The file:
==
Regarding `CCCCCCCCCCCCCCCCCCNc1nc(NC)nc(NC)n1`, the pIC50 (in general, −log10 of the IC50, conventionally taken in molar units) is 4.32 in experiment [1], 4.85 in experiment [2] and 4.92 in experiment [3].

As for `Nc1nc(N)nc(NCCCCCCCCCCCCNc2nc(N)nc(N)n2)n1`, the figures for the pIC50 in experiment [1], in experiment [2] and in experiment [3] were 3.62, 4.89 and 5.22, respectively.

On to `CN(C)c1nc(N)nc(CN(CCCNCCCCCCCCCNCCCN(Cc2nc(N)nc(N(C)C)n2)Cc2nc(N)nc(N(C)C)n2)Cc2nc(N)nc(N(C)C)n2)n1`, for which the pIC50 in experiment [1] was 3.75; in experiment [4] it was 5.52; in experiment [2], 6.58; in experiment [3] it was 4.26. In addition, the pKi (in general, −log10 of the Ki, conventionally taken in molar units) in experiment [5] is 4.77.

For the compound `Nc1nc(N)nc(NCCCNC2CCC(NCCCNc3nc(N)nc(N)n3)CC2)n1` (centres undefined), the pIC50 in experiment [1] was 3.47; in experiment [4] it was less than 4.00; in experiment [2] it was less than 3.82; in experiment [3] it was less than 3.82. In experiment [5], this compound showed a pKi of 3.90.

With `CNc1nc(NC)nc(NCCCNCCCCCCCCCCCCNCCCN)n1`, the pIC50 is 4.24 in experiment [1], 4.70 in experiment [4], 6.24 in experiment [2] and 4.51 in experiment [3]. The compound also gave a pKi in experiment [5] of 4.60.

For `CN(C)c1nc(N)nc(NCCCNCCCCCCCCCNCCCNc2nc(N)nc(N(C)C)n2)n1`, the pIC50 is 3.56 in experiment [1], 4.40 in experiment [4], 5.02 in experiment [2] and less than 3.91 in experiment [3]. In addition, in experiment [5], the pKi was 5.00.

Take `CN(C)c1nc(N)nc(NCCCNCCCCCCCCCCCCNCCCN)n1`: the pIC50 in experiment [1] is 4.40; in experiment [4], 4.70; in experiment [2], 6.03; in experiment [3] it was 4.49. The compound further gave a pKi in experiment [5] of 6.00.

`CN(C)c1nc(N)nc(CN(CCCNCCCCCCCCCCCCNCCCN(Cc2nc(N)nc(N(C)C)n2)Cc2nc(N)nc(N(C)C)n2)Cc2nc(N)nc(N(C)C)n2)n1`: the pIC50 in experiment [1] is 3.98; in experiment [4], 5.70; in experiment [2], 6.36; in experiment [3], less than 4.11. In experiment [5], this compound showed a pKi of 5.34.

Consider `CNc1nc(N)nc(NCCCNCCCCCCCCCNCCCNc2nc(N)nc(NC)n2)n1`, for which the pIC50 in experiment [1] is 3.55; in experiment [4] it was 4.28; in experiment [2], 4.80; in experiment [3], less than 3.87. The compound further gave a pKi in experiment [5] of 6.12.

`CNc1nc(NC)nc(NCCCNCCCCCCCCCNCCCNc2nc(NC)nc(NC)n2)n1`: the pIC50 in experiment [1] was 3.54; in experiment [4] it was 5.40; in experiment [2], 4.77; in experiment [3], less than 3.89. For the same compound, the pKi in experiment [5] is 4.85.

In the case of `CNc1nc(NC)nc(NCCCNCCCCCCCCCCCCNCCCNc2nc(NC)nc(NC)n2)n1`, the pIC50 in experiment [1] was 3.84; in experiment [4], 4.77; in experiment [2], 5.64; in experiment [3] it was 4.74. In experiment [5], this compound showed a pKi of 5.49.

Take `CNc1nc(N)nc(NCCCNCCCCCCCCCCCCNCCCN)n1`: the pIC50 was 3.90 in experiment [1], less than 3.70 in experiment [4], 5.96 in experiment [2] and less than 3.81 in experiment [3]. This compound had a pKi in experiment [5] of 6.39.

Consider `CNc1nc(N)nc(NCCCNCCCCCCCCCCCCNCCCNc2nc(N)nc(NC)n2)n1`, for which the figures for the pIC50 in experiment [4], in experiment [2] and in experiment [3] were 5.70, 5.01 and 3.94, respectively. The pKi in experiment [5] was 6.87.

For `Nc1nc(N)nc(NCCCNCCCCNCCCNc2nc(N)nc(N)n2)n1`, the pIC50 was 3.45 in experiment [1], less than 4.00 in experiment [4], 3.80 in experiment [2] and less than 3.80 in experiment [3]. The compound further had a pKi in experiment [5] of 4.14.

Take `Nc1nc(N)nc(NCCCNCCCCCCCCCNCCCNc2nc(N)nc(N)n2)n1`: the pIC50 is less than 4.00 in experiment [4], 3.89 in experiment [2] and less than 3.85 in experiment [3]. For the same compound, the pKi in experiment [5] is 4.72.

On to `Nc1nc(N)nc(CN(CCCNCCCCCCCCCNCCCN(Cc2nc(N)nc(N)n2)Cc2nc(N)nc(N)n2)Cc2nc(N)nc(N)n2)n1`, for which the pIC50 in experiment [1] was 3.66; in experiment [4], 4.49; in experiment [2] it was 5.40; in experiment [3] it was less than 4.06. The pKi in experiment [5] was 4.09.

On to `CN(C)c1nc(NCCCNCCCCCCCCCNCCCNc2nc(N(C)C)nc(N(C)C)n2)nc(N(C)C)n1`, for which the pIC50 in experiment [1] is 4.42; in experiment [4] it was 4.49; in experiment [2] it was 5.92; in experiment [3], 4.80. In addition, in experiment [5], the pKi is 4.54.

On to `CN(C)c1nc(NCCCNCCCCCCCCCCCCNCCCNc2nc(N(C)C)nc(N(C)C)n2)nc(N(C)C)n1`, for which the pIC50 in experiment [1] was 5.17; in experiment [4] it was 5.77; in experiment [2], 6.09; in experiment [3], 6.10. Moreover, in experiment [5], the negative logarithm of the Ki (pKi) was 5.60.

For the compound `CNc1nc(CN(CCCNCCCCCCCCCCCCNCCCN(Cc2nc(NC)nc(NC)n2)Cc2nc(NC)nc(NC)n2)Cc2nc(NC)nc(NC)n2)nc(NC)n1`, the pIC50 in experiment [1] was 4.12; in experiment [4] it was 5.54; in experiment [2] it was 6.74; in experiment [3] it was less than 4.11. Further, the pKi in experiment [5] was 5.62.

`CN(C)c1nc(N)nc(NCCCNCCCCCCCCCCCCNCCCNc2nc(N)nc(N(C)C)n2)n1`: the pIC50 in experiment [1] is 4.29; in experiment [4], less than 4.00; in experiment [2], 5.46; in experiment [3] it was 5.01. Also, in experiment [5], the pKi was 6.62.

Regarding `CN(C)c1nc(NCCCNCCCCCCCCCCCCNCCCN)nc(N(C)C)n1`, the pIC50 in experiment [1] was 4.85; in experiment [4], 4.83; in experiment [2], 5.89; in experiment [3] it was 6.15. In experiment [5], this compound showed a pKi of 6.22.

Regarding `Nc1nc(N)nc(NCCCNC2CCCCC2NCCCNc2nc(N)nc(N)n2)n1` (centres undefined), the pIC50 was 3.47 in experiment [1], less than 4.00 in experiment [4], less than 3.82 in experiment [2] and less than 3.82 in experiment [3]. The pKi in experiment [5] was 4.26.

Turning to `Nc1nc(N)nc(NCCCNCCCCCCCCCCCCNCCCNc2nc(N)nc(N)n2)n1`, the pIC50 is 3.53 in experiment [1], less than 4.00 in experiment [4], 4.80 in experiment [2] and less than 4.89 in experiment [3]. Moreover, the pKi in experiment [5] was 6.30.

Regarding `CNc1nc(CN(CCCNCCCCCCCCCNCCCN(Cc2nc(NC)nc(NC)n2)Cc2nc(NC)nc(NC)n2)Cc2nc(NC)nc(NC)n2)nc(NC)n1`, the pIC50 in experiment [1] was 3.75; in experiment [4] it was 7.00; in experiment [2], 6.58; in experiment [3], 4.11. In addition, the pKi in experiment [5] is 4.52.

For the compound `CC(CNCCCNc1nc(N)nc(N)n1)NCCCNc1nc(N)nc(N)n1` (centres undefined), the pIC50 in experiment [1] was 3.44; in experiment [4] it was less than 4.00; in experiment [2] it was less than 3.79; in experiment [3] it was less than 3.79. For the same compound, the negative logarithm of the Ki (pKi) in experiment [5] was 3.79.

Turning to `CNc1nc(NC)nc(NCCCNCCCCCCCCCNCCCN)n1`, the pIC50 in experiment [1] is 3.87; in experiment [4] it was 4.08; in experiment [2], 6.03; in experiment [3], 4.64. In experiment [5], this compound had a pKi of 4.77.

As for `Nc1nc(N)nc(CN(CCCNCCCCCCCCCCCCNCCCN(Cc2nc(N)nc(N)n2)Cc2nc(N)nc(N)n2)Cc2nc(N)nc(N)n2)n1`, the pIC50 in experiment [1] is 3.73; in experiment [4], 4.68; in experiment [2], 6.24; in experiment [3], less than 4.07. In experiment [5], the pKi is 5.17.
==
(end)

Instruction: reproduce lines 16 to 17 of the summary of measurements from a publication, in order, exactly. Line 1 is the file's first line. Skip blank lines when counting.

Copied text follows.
On to `Nc1nc(N)nc(CN(CCCNCCCCCCCCCNCCCN(Cc2nc(N)nc(N)n2)Cc2nc(N)nc(N)n2)Cc2nc(N)nc(N)n2)n1`, for which the pIC50 in experiment [1] was 3.66; in experiment [4], 4.49; in experiment [2] it was 5.40; in experiment [3] it was less than 4.06. The pKi in experiment [5] was 4.09.

On to `CN(C)c1nc(NCCCNCCCCCCCCCNCCCNc2nc(N(C)C)nc(N(C)C)n2)nc(N(C)C)n1`, for which the pIC50 in experiment [1] is 4.42; in experiment [4] it was 4.49; in experiment [2] it was 5.92; in experiment [3], 4.80. In addition, in experiment [5], the pKi is 4.54.